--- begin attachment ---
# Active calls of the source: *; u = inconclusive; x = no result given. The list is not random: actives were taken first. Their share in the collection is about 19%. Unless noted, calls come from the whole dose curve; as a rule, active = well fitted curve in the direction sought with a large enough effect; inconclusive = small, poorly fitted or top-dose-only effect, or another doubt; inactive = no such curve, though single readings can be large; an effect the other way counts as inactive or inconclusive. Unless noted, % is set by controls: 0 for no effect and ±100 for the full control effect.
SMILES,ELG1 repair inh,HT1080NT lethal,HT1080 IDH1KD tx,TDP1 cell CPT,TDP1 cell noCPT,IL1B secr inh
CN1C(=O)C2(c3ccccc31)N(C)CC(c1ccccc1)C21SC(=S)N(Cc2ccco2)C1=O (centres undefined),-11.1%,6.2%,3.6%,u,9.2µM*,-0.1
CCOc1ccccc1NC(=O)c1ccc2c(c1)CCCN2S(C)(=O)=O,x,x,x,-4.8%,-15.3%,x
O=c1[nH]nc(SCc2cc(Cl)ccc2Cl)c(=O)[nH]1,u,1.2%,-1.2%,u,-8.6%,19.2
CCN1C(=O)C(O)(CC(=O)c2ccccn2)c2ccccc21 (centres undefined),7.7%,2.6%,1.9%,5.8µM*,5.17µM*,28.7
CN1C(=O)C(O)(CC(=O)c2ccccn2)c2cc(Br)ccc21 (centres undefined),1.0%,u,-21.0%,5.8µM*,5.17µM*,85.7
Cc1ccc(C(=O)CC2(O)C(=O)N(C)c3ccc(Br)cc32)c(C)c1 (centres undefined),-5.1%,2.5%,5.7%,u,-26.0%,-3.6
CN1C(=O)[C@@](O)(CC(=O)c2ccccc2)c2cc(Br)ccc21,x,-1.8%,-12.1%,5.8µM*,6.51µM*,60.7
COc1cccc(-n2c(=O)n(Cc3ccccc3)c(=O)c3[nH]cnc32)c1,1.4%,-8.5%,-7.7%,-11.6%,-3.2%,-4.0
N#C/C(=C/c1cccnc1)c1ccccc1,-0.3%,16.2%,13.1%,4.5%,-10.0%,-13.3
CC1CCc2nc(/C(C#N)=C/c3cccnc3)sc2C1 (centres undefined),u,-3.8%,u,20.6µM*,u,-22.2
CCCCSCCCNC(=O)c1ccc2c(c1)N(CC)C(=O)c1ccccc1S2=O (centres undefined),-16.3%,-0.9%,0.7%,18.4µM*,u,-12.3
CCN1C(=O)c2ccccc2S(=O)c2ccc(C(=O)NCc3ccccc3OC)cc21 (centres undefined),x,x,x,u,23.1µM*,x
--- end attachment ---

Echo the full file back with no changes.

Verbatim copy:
# Active calls of the source: *; u = inconclusive; x = no result given. The list is not random: actives were taken first. Their share in the collection is about 19%. Unless noted, calls come from the whole dose curve; as a rule, active = well fitted curve in the direction sought with a large enough effect; inconclusive = small, poorly fitted or top-dose-only effect, or another doubt; inactive = no such curve, though single readings can be large; an effect the other way counts as inactive or inconclusive. Unless noted, % is set by controls: 0 for no effect and ±100 for the full control effect.
SMILES,ELG1 repair inh,HT1080NT lethal,HT1080 IDH1KD tx,TDP1 cell CPT,TDP1 cell noCPT,IL1B secr inh
CN1C(=O)C2(c3ccccc31)N(C)CC(c1ccccc1)C21SC(=S)N(Cc2ccco2)C1=O (centres undefined),-11.1%,6.2%,3.6%,u,9.2µM*,-0.1
CCOc1ccccc1NC(=O)c1ccc2c(c1)CCCN2S(C)(=O)=O,x,x,x,-4.8%,-15.3%,x
O=c1[nH]nc(SCc2cc(Cl)ccc2Cl)c(=O)[nH]1,u,1.2%,-1.2%,u,-8.6%,19.2
CCN1C(=O)C(O)(CC(=O)c2ccccn2)c2ccccc21 (centres undefined),7.7%,2.6%,1.9%,5.8µM*,5.17µM*,28.7
CN1C(=O)C(O)(CC(=O)c2ccccn2)c2cc(Br)ccc21 (centres undefined),1.0%,u,-21.0%,5.8µM*,5.17µM*,85.7
Cc1ccc(C(=O)CC2(O)C(=O)N(C)c3ccc(Br)cc32)c(C)c1 (centres undefined),-5.1%,2.5%,5.7%,u,-26.0%,-3.6
CN1C(=O)[C@@](O)(CC(=O)c2ccccc2)c2cc(Br)ccc21,x,-1.8%,-12.1%,5.8µM*,6.51µM*,60.7
COc1cccc(-n2c(=O)n(Cc3ccccc3)c(=O)c3[nH]cnc32)c1,1.4%,-8.5%,-7.7%,-11.6%,-3.2%,-4.0
N#C/C(=C/c1cccnc1)c1ccccc1,-0.3%,16.2%,13.1%,4.5%,-10.0%,-13.3
CC1CCc2nc(/C(C#N)=C/c3cccnc3)sc2C1 (centres undefined),u,-3.8%,u,20.6µM*,u,-22.2
CCCCSCCCNC(=O)c1ccc2c(c1)N(CC)C(=O)c1ccccc1S2=O (centres undefined),-16.3%,-0.9%,0.7%,18.4µM*,u,-12.3
CCN1C(=O)c2ccccc2S(=O)c2ccc(C(=O)NCc3ccccc3OC)cc21 (centres undefined),x,x,x,u,23.1µM*,x